I had an email question from a lovely young woman who has started designing swimwear in ready to wear sizing. She's been studying everything she can get her hands on and is genuinely a very talented person. With guidance she's been trying to establish her sizing intervals and size table. She settled on a 2" sizing interval because "that's what everyone knows" rather than on the performance of the textile and it's ability to span the interval. She's been sampling her range and finding people right in between sizes are having problems finding something comfortable or stable. I love that she's spending the time to test everything and properly observe the results .... she's going to go a long way! So I asked for her sizing table and to see a few patterns. Here's what she sent me.
Extra Large: 42-44"
2X Large: 46-48"
It's not a very American looking table, but she's not in America, she's in Africa! The problem however with her 2" interval should be fairly obvious ... it's not 2" it's 4". Really her medium should say 33-37". This is something I'm seeing more and more ... a 4" interval being sold or talked about as a 2" interval. But ignoring the misunderstanding about intervals, why was she having problems in the middle of the gap between sizes?
So I want to talk about sizing overlap. When we create a range of ready to wear sizes, most still do typically think in terms of small, medium and large rather than actual numbers that directly relate to a body measurement. I've never much liked that system because what one designer arbitrarily calls a medium and that of another aren't always the same. And as much as you might like to say "hey a medium is X inches and I'm that size in every designer", you'd just be wrong. These sort of terms are not standard and do not reflect an across the board actual measurement .... if anything they are tabulated as a range (as she did above) ... and this is where the problem just starts to compound itself.
Let's say we're making a one piece swimsuit ... to fit appropriately our pattern maker knows they have to make something with around 12% negative ease. Sounds fair ... but what part of that range is the actual measurement? Let's say your arbitrary Large is the 100-110cm bust range (a 4" range like above) ... I know that's big but we're demonstrating here. Which number does the pattern maker use? 100? 105? 110? The pattern isn't a range, its a fixed size. Let's say they choose 105cm ... at 105cm and 12% negative ease, the pattern's bust would be 92.4cm ....so 92.4cm has to spread for 100-11cm ... do the math .... if the client has a 100cm bust then the garment suddenly drops to 7.6% negative ease and at 110cm they'd be wearing a garment that's 16% negative ease. See the problem? You've designed a range so wide (10cm/4") that the negative ease varies 8.4% across each size.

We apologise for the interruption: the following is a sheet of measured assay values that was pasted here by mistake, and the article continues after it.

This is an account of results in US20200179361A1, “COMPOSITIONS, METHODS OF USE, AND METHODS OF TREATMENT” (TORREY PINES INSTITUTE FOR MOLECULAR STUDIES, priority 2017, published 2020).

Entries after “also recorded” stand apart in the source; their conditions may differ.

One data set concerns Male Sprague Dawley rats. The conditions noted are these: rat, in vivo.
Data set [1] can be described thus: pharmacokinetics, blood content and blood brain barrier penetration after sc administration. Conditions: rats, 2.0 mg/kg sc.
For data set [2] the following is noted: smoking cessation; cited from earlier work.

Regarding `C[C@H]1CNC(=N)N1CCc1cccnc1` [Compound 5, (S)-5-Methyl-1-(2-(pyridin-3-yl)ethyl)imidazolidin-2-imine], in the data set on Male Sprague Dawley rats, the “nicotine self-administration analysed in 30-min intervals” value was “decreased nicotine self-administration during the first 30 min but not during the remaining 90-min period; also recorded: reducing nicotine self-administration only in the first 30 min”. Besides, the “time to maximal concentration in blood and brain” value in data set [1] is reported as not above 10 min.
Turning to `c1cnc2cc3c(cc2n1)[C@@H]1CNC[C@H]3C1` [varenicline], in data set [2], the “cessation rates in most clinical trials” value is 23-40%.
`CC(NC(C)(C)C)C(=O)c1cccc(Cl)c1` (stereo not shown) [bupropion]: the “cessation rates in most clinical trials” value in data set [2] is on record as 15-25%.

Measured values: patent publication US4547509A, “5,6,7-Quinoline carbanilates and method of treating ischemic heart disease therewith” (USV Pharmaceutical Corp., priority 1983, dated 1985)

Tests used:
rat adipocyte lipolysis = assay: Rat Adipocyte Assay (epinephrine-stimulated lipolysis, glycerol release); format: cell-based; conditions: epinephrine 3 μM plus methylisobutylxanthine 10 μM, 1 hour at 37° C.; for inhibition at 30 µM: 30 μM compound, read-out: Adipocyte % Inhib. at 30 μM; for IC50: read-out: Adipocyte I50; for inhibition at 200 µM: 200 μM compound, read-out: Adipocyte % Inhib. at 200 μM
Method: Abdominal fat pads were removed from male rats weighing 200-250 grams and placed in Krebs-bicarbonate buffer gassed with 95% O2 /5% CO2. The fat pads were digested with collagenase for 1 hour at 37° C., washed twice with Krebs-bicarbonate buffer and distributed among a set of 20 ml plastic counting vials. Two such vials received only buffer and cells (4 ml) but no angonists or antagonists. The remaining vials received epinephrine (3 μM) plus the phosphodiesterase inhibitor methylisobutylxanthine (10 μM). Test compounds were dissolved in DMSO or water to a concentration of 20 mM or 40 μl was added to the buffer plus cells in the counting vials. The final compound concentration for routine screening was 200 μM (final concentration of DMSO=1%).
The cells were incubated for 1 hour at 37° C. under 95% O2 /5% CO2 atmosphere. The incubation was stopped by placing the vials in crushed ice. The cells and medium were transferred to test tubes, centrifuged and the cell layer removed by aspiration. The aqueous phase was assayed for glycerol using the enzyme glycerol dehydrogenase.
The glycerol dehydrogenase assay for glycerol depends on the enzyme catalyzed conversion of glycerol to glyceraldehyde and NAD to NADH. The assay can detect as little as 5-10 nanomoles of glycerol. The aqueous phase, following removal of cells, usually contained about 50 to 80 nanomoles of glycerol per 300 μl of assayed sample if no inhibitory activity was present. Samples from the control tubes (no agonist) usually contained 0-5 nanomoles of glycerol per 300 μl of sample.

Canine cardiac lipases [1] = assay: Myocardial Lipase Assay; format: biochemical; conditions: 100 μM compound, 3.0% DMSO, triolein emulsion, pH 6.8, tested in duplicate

This same situation exists even with specific numbered sizes relating to measurements. For example I typically do 4cm increments of bust ... eg; 84cm, 88cm, 92cm, etc and I label the sizes with that actual real number. I still have a range of 4cm between each size though ... that's called the sizing interval ... and it's different to sizing overlap.
When I design swimwear I have to choose a workable sizing interval. In stretch, that interval is not determined by an apparently arbitrary amount (eg USA's 2" interval for bust). It's instead determined by the range of negative ease which is acceptable.... ie; if I want 12% negative ease then I might accept a range of 10%-14% .... but I might say 6% to 18% is too much.
Let's try an example again ... a 100cm bust at 12% negative ease is 88cm on the pattern ... on an 88cm pattern a 98cm bust is 10.3% negative ease and a 102cm bust is 13.7% negative ease (just within 10-14%). If we size our 102cm bust up a size (the 104cm size) we now have the same customer wearing 10% a negative ease. So our 10-14% requirement is met nicely by that 4cm grading interval ... there is the tiniest overlap between sizes based on that requirement. If we found 9-15% worked well for our fabric and we used the same patterns then we could have a bigger acceptable size interval. If we wanted our negative ease to always be between 11-13% then we would find ourselves with no overlap ... or a hole between sizes that didn't fit a certain number of people as well as we wanted it to. Knowing that range of negative ease is essential for calculating the grading interval between sizes. Of course that interval (because it's based on percentages) will change as size increases and it will change with different weights of fabrics. But the most important thing to remember is that the finished garment should "feel" the same tension to your client irrelevant of the style or fabric.
What should be apparent very early on here is that 4-5cm between sizes is about as far as you can go on swimwear with 12% negative ease and the fairly safe stability range of 2% either side. If you're dealing with tie strings and such then of course there's more room for a larger size interval because the garment is adjustable. But 4" is going to be a massive interval and have no sizing overlap ... meaning around 25% of your customers won't find an acceptable fit based on your size table.
Size overlap is important ... you need a small area between sizes in which a customer who falls between the sizes can acceptably fit in both the slightly smaller and slightly larger sizes. You can only do that by testing your fabric and working out the minimum and maximum negative ease that'll be stable and comfortable .... and only then determine your sizing interval.
But wait, there's more. Whatever sizing interval you choose, you probably don't want a different one for each garment or fabric ... you want one table for everything in your brand. So don't skimp out on the overlap early on .... make sure you have enough overlap to account for variation in styles and fabrics, for now and in the future.